Brief History

When first came online in 1998, one of the first products that was released was Bugzilla, an open source bug system implemented using freely available open source tools. Bugzilla was originally written in TCL by Terry Weissman for use at to replace the in-house system then in use at Netscape. Before released it as open source, Terry decided to port Bugzilla to Perl, with the hopes that more people would be able to contribute to it, since Perl seemed to be a more popular language. Bugzilla 2.0 was the result of that port to Perl, and the first version released to the public via anonymous cvs. Since then a large number of projects, both commercial and free have adapted it as their primary method of tracking software defects. In April of 2000, Terry handed off control of the Bugzilla project to Tara Hernandez. Under Tara's leadership, some of the regular contributors were coerced into taking more responsibility, and Bugzilla began to truly become a group effort. In July of 2001, facing lots of distraction from her "real job," Tara handed off control to Dave Miller, who is still in charge as of this writing.

Where We're Going

Bugzilla has been installed in enough places that Bugzilla's focus has changed from being a centered tool to a more generalized bug tracking system. As such, we need to make installation of Bugzilla easier, have it support more databases and make it easier to optionally enable and disable features. It also needs modularity in terms of features and in the UI so that forking of the code base at individual installations will no longer be a necessity to fit the local engineering culture. We also need to allow customization of other previously hardcoded features, like resolutions and statuses.


This document then, will serve as the roadmap and outline for Bugzilla development. It isn't a schedule by any means. It's more an articulation of where we want to go, the list of things that need to get done, and if you want to think of it, a long winded plea for help.

Nothing in this document is set in stone. We're open to criticism about where you think we screwed up and what things you think we left off this list. Take your ideas and suggestions to the netscape.public.mozilla.webtools newsgroup on to help facilitate discussion.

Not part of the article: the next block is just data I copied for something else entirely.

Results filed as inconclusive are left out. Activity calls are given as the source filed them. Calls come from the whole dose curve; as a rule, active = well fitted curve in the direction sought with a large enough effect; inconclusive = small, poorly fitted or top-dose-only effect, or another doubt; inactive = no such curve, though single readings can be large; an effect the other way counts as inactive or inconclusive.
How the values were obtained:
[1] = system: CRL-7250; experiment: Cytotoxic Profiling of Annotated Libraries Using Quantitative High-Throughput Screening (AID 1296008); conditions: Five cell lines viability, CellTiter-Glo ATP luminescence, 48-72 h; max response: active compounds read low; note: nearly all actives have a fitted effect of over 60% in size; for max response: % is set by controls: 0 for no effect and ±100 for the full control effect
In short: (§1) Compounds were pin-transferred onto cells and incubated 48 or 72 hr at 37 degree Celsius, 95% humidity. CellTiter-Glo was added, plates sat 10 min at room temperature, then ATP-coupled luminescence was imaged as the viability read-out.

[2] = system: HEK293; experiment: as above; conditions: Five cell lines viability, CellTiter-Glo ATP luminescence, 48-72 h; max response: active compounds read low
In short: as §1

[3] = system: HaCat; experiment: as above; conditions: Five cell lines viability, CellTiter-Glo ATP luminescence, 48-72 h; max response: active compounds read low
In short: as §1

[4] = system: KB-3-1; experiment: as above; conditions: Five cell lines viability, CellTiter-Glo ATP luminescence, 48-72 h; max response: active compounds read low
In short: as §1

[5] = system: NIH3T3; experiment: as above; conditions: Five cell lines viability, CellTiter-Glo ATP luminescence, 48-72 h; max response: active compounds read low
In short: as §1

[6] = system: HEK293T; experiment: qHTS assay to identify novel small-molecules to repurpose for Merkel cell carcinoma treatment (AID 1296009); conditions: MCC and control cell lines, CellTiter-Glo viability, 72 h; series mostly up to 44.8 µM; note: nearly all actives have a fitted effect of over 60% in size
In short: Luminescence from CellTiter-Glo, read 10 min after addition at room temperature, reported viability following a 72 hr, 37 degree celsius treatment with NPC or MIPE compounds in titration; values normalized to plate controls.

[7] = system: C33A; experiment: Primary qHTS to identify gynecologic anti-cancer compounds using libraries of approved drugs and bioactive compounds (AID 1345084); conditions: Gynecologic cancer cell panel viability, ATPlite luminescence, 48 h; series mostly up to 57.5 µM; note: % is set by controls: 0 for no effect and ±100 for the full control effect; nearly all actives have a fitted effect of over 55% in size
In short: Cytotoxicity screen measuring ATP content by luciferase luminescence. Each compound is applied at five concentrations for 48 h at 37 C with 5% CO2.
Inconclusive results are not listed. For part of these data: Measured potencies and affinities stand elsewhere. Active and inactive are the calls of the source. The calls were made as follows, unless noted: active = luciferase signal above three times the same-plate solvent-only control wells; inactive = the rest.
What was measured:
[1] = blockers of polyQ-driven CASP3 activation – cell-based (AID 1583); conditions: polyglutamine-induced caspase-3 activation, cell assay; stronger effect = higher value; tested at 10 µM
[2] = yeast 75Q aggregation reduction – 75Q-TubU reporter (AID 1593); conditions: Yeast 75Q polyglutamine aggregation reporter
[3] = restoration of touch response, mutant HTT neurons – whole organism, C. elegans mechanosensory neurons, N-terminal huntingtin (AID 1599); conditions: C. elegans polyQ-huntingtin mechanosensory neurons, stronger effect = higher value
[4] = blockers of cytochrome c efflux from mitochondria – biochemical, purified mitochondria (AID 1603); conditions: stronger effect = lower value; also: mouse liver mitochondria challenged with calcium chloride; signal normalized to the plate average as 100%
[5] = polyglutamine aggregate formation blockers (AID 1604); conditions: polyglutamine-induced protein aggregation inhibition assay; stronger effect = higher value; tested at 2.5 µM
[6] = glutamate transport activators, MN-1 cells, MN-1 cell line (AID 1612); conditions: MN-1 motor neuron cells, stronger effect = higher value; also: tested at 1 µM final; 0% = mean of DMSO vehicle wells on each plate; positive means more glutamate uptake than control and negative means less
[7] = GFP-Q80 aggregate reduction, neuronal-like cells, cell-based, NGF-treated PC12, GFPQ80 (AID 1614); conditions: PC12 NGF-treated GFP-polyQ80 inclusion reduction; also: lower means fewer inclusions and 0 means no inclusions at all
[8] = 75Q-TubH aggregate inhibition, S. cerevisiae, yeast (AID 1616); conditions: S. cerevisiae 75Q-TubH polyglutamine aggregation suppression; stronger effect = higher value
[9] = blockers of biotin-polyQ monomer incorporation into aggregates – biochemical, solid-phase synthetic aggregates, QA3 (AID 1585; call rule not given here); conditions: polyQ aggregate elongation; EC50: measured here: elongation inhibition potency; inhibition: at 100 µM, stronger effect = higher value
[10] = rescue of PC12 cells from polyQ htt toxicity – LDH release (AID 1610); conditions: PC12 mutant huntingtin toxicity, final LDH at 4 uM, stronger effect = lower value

Design Principles

Bugzilla's development should concentrate on being a bug system. While the potential exists in the code to turn Bugzilla into a technical support ticket system, task management tool, or project management tool, we should focus on the task of designing a system to track software defects. While development occurs, we should stick to the following design principles:

  • Bugzilla must run on freely available, open source tools. Bugzilla support should be widened to support commercial databases, tools, and operating systems, but not at the expense of open source ones.
  • Speed and efficiency should be maintained at all costs. One of Bugzilla's major attractions is its lightweight implementation and speed. Minimize calls into the database whenever possible, don't generate speed sucking HTML, don't fetch more data than you need to, etc, etc.
  • ANSI SQL calls and data types must be used in all new queries and tables. Avoid database specific calls and datatypes whenever possible. Existing SQL calls and data types should be converted to ANSI SQL.
  • This should be obvious, but we should be browser agnostic in our HTML and form generation, which means cleaning up the HTML output of Bugzilla, and following all applicable standards.

Milestone plans

The Milestone plans portion of our roadmap is now maintained on the Bugzilla Wiki.